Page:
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CPAWS welcomes good news for Southern Strait of Georgia’s protection

Vancouver - As leader of the Southern Strait of Georgia Marine Conservation Network, the Canadian Parks and Wilderness Society (CPAWS) is very pleased to see the commitment today by the federal and provincial governments to the establishment of a national marine conservation area in the southern Strait of Georgia.

“The announcement today by the governments of Canada and British Columbia represents a good step forward in creating more national marine conservation areas in Canada’s precious coastal waters. In June we called on the federal government to create 12 new marine protected areas by the end of 2012. The Southern Strait of Georgia was high on our list, so this is really great news,” says Sabine Jessen, National Manager, Oceans and Great Freshwater Lakes for CPAWS.

The waters of the Southern Strait of Georgia are a source of resources, transportation, recreation and inspiration for millions of humans, and a home to many plants and animals whose health and well-being is intimately connected to our quality of life. Known by Coast Salish peoples as “SQELATES” (meaning “home”), this very special body of water has long been revered for its role in nurturing both human and natural ecosystems.

“This is why after more than 15 years of public consultation and discussions between the two levels of government, the decision to proceed with the Southern Strait of Georgia NMCA, after consultation with local First Nations, is a welcome step,” adds Jessen.

The NMCA will protect about 1400 sq km of ocean surrounding the southern Gulf Islands. It was first proposed for national protection over 40 years ago. While the boundary will be finalized during the next stage of discussions, the area proposed for the NMCA extends from Haro Strait to Gabriola Island and provide protection for a variety of marine life, including the endangered orca.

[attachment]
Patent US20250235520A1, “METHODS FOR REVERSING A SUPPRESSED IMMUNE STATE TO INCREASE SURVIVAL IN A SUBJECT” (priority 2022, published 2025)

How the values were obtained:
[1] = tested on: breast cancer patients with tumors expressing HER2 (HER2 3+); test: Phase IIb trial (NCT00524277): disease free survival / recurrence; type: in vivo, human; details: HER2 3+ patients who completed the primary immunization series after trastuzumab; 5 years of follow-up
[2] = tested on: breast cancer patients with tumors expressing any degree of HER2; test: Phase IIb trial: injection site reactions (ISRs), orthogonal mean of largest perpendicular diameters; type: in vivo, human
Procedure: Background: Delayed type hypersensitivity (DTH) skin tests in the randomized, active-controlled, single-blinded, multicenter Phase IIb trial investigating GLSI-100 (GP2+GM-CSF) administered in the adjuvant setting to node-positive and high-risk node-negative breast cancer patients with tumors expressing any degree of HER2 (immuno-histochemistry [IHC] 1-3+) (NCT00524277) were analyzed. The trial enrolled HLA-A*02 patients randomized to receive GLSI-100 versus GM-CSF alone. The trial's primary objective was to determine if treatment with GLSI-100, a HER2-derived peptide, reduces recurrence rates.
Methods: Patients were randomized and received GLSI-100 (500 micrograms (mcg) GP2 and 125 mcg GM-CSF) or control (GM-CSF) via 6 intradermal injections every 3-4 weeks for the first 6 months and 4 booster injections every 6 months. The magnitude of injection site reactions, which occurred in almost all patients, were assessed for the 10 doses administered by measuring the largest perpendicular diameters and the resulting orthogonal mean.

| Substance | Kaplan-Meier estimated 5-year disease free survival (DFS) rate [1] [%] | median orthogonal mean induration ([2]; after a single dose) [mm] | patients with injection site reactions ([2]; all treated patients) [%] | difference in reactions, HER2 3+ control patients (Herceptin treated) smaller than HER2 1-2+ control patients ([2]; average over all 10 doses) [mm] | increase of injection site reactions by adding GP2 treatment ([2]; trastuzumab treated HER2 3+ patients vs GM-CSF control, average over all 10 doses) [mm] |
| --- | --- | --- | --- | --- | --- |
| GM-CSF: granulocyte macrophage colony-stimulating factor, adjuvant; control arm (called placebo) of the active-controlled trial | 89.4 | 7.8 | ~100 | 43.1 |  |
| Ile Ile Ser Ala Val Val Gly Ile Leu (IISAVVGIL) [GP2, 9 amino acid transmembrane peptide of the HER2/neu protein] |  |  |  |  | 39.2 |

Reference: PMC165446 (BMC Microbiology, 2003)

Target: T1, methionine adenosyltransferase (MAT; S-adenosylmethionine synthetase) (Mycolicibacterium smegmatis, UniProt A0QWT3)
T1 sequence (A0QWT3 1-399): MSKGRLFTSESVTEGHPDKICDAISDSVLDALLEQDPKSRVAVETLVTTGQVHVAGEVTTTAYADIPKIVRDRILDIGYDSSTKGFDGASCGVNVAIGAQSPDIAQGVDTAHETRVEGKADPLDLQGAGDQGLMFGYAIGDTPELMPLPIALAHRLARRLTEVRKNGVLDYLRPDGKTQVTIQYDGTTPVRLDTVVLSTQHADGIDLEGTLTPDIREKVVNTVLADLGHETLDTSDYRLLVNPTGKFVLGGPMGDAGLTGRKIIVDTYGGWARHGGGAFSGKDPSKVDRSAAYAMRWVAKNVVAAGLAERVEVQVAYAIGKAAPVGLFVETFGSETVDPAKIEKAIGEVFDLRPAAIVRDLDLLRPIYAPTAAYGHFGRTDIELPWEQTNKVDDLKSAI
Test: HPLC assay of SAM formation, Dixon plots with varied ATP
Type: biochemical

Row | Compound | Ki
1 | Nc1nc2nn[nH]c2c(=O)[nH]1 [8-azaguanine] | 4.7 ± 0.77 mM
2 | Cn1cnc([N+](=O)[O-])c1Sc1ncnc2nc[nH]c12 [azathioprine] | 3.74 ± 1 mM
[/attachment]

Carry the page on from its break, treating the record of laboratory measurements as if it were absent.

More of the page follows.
The goal of CPAWS and other members of the Southern Strait of Georgia Marine Conservation Network is that the NMCA will include the following:

  • A network of ‘no-take’ core areas with buffer zones, as well as, special management zones (such as whale sanctuaries, research-only areas, and eelgrass protection sites).
  • The exclusion of activities harmful to marine ecosystems including bottom trawling, large-scale dredging, dumping, salmon aquaculture and non-renewable resource development.
  • Cooperative management arrangements with First Nations communities.
  • A central role for local communities through a forum that is fully informed on the ecological principles, benefits and site selection criteria pertinent to marine protected area planning and that applies the knowledge base of fishermen, First Nations and other expertise in combination with prevailing MPA selection and evaluation techniques.
  • A boundary extending from Haro Strait to Gabriola Island.
  • Representation of the conservation community and other stakeholders as active participants in the planning process.